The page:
Perhaps Efron’s best shot yet at proving his chops comes from At Any Price, the latest drama by Goodbye Solo and Man Push Cart director Ramin Bahrani. Reactions to the film were all over the place after its Telluride debut last year, but for what it’s worth, our own Peter Sciretta called it his favorite of the festival — better, even, than Argo. Dennis Quaid, Kim Dickens, Heather Graham, Maika Monroe, and Red West also star. Watch the trailer after the jump.
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Ramin Bahrani‘s most accessible film to date ends up being my favorite film of the 2012 Telluride Film Festival (yes, besting Ben Affleck‘s Argo).
Ramin has developed a cult following from his three minimalist slice-of-life micro-budget films starring non-professional actors (if you havent yet seen Man Push Cart or Goodbye Solo, put them on your “to see” list). But with At Any Price, Bahrani is gearing up to step out of the film festival shadows and find an audience beyond cinephiles. Indie filmgoers may be turned off by this but I welcome Bahrani’s attempt to tell more expansive stories.
Dennis Quaid plays a fourth generation farmer trying to survive in a time when big corporations are pushing in and devouring the American heartlands. Fighting to keep his family afloat, and losing the battle of keeping his family unit together, Henry comes face to face with the consequences of his amoral actions.
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Posted on Friday, September 30th, 2011 by Angie Han
The cast of Christopher McQuarrie‘s One Shot has been filling up at lightning speed over the past month. Robert Duvall, Alexia Fast, Richard Jenkins, and David Oyelowo have all boarded the project within the last few weeks, and now comes news that Spartacus: Blood and Sand star Jai Courtney has signed on as well. Based on the novel by Lee Child, the story follows military cop turned drifter Jack Reacher (Tom Cruise) as he investigates a string of sniper shootings. Rosamund Pike is also set to star, as a detective who works with Jack to solve the case.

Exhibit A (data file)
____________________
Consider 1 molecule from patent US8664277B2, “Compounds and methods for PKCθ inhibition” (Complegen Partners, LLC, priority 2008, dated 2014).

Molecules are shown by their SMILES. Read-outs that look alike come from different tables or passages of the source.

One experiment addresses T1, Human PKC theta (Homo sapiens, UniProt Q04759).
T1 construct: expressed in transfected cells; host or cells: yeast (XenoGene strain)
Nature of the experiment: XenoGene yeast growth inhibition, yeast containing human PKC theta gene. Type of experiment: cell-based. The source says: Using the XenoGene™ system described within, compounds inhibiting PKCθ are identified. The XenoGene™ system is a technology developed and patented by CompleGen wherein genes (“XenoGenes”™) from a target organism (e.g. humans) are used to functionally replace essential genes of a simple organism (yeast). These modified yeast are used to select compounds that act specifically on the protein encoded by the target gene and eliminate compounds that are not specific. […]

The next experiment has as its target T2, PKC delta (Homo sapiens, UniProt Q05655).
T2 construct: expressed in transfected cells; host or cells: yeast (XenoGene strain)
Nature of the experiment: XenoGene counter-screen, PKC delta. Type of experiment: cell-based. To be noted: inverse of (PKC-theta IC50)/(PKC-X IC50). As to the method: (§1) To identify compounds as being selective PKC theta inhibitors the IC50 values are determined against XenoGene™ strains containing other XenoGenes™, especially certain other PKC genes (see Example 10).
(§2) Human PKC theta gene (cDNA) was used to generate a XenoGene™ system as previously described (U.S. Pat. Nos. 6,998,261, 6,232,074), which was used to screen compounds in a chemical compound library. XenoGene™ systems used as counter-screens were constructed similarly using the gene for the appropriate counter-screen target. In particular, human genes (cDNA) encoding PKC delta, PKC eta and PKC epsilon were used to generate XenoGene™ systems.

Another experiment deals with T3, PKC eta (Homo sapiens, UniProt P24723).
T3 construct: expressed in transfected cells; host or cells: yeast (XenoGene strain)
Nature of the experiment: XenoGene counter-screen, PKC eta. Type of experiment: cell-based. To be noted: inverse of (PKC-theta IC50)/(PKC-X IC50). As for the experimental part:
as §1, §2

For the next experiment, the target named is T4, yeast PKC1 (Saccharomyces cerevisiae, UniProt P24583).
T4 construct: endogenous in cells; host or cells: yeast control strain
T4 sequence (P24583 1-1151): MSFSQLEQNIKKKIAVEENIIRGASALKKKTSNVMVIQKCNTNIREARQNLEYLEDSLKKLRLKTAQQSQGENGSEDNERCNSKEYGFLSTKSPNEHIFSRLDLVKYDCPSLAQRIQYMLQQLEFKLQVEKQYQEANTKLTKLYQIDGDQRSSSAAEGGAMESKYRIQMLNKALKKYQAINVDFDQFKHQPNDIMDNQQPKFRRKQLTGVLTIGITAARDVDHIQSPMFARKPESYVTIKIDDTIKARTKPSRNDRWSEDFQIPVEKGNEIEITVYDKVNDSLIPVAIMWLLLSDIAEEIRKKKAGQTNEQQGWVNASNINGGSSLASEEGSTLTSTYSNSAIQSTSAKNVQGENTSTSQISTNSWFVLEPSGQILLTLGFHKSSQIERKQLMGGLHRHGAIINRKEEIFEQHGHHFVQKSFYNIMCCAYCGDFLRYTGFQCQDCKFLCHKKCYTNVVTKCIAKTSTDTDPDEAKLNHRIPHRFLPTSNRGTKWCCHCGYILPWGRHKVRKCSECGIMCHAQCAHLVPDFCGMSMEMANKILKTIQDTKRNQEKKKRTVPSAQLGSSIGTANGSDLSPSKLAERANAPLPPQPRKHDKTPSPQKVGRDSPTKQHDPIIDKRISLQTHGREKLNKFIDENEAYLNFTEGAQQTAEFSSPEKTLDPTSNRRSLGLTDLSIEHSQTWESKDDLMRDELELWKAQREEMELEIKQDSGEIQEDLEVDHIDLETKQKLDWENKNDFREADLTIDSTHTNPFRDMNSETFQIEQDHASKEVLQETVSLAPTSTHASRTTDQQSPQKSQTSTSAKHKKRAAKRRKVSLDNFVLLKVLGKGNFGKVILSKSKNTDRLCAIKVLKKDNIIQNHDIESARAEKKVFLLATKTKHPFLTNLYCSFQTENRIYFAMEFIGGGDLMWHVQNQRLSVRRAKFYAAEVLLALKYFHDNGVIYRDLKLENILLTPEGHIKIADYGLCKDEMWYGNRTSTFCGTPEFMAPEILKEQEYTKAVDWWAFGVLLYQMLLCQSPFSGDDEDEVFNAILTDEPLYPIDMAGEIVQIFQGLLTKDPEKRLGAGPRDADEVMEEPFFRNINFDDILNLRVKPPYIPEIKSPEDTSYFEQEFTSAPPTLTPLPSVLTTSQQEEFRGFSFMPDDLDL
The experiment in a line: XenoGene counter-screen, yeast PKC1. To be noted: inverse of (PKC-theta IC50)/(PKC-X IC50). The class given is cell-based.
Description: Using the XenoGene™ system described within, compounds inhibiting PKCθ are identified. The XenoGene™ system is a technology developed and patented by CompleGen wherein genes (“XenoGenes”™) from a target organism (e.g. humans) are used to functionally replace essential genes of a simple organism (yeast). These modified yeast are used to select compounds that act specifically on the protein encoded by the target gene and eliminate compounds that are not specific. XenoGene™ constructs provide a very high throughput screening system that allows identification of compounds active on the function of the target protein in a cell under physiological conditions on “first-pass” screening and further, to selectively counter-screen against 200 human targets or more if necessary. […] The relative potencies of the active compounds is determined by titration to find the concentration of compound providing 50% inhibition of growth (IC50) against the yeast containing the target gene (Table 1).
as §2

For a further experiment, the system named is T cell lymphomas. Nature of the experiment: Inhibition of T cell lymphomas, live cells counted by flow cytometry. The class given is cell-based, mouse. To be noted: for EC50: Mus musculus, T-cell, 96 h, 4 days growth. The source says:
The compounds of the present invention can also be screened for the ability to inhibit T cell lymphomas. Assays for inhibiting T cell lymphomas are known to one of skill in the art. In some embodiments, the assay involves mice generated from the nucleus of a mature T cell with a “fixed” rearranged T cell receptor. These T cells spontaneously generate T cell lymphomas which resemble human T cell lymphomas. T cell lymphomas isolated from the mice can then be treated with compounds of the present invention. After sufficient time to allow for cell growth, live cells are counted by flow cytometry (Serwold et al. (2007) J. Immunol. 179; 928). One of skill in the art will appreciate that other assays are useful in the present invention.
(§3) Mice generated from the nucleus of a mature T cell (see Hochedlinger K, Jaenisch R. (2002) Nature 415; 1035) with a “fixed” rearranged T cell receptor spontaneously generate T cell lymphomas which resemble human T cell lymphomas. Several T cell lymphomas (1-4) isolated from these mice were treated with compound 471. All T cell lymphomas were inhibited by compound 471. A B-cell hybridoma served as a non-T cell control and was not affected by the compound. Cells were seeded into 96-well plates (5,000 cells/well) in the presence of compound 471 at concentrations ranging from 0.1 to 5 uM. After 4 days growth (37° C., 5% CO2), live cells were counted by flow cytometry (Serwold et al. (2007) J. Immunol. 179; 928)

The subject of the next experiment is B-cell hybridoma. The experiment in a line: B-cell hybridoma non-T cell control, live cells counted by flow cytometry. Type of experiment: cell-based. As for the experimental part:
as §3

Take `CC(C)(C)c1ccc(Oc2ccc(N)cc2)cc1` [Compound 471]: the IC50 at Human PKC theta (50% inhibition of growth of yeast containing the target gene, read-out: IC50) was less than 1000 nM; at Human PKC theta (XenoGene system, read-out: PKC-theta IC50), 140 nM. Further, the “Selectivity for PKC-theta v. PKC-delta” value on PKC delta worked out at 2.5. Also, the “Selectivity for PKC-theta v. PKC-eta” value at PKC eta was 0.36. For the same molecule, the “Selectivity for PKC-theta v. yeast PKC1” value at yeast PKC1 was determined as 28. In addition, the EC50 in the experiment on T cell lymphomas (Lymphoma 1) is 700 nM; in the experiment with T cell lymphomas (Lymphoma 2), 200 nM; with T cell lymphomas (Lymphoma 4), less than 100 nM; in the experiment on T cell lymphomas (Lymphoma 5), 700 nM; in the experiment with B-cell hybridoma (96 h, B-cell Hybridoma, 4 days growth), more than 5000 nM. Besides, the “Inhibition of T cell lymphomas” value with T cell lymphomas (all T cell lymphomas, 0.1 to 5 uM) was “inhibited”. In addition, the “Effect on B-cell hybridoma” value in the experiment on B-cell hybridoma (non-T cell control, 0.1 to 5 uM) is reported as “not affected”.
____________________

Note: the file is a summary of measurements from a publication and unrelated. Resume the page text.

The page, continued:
Courtney will be playing one of the bad guys, a highly trained sniper who tries to keep Reacher from finding out the truth. One Shot is scheduled for a February 8, 2013 release. [Cinema Blend]
After the jump, Hugh Jackman thinks that he might want to do Glee, and Highlander actor Clancy Brown gets competitive with Dennis Quaid.
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Next up in our continuing series of movie trailers for films that will be playing at the 2009 South By Southwest Film Festival, we bring you the trailer for Ramin Bahrani‘s Goodbye Solo. I got a chance to see this film at the 2008 Toronto Film Festival, and while it didn’t make my best of the fest (as it did many other critics), I found it to be a extremely well crafted character piece.
Winner of the Venice Film Festival’s prestigious FIPRESCI International Critics Prize, Solo has been hailed as “A force of nature!” by Roger Ebert. And The New York Times’ A.O. Scott says it has “an uncanny ability to enlarge your perception of the world.” And if you haven’t seen Bahrani’s 2005 film Man Push Cart, please add it to your netflix queue now. Watch the trailer after the jump.